The Lamp in the Desert eBook

Ethel May Dell
This eBook from the Gutenberg Project consists of approximately 355 pages of information about The Lamp in the Desert.

He heard Ralston returning and wondered what he could have been doing in that interminable interval.  Then, reluctant but horribly fascinated, his look went back to the upturned, dreadful face.  The malignancy had gone out of it.  The eyes rolled no longer, but gazed with a great fixity at something that seemed to be infinitely far away.  As Tommy looked, a terrible rattling breath went through the heavy, inert form.  It seemed to rend body and soul asunder.  There followed a brief palpitating shudder, and the head on his arm sank sideways.  A great stillness fell....

Ralston knelt and freed him from his burden.  “Get up!” he said.

Tommy obeyed though he felt more like collapsing.  He leaned upon the table and stared while Ralston laid the big frame flat and straight upon the floor.

“Is he dead?” he asked in a whisper, as Ralston stood up.

“Yes,” said Ralston.

“It wasn’t my fault, was it?” said Tommy uneasily.  “I couldn’t stop him talking.”

“He’d have died anyhow,” said Ralston.  “It’s a wonder he ever got here if he was shot in the jungle as he must have been.  That means—­probably—­that the brutes have started their games to-night.  Odd if he should be the first victim!”

Tommy shuddered uncontrollably.

Ralston gripped his arm.  “Don’t be a fool now!  Death is nothing extraordinary, after all.  It’s an experience we’ve all got to go through some time or other.  It doesn’t scare me.  It won’t you when you’re a bit older.  As for this fellow, it’s about the best thing that could happen for everyone concerned.  Just rememer that!  Providence works pretty near the surface at times, and this is one of ’em.  You won’t believe me, I daresay, but I never really felt that Ralph Dacre was dead—­until this moment.”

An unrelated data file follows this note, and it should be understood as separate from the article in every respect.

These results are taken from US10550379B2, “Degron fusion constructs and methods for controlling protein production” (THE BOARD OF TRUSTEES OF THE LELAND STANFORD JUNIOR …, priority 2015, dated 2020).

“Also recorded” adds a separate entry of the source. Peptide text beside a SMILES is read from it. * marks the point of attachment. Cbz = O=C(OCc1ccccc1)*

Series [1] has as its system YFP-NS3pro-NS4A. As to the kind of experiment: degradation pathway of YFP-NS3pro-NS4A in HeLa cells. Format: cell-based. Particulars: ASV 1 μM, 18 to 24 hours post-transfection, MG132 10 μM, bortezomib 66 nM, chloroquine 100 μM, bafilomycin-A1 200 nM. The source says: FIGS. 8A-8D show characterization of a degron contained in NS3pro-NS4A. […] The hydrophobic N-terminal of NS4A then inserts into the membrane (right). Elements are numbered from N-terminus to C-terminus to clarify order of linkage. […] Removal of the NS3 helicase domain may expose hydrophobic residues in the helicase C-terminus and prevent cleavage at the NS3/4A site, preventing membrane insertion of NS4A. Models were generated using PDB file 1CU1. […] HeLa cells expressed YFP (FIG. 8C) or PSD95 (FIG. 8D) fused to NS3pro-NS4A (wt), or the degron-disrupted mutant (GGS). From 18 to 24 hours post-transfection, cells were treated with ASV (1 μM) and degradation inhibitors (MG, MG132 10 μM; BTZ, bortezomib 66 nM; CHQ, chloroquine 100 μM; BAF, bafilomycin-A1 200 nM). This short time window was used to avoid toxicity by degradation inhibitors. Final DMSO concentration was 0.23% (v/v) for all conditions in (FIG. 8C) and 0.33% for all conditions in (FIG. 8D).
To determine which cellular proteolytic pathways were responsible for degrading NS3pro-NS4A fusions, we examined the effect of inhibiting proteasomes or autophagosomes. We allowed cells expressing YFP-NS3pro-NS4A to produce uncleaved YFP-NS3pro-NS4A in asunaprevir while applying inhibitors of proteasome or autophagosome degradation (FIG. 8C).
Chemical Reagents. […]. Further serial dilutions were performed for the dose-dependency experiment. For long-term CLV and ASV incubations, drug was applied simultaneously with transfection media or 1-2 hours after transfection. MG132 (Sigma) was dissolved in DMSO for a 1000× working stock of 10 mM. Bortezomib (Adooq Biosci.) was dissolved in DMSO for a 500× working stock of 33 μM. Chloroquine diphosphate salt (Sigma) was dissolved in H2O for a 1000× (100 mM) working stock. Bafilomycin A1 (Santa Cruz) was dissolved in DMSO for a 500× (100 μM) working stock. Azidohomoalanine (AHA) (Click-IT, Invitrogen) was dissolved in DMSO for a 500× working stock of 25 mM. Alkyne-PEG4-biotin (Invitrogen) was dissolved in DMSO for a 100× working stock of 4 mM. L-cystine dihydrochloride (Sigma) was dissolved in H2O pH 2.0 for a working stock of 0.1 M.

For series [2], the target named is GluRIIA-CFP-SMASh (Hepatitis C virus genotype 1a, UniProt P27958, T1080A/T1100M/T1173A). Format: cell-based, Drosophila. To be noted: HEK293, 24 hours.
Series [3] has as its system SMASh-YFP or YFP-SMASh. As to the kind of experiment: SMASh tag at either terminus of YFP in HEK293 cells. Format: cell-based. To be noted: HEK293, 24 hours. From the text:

He led Tommy from the room with the words.  It was not his custom to express himself so freely, but he wanted to get that horror-stricken look out of the boy’s eyes.  He talked to give him time.

“And now look here!” he said.  “You’ve got to keep your head—­for you’ll want it.  I’ll give you something to steady you, and after that you’ll be on your own.  You must cut back to The Green Bungalow and find Bernard Monck and tell him just what has happened—­no one else mind, until you’ve seen him.  He’s discreet enough.  I’m going round to the Colonel.  For if what I think has happened, those devils are ahead of us by twenty-four hours, and we’re not ready for ’em.  They’ve probably cut the wires too.  When you’ve done that, you report down at the barracks!  Your sister will probably have to be taken there for safety.  And there may be some tough work before morning.”

These last words of his had a magical effect upon Tommy.  His eyes suddenly shone.  Ralston had accomplished his purpose.  Nevertheless, he took him back to the surgery and made him swallow some sal volatile in spite of protest.

“And now you won’t be a fool, will you?” he said at parting.  “I should be sorry if you got shot to no purpose.  Monck would be sorry too.”

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The Lamp in the Desert from Project Gutenberg. Public domain.
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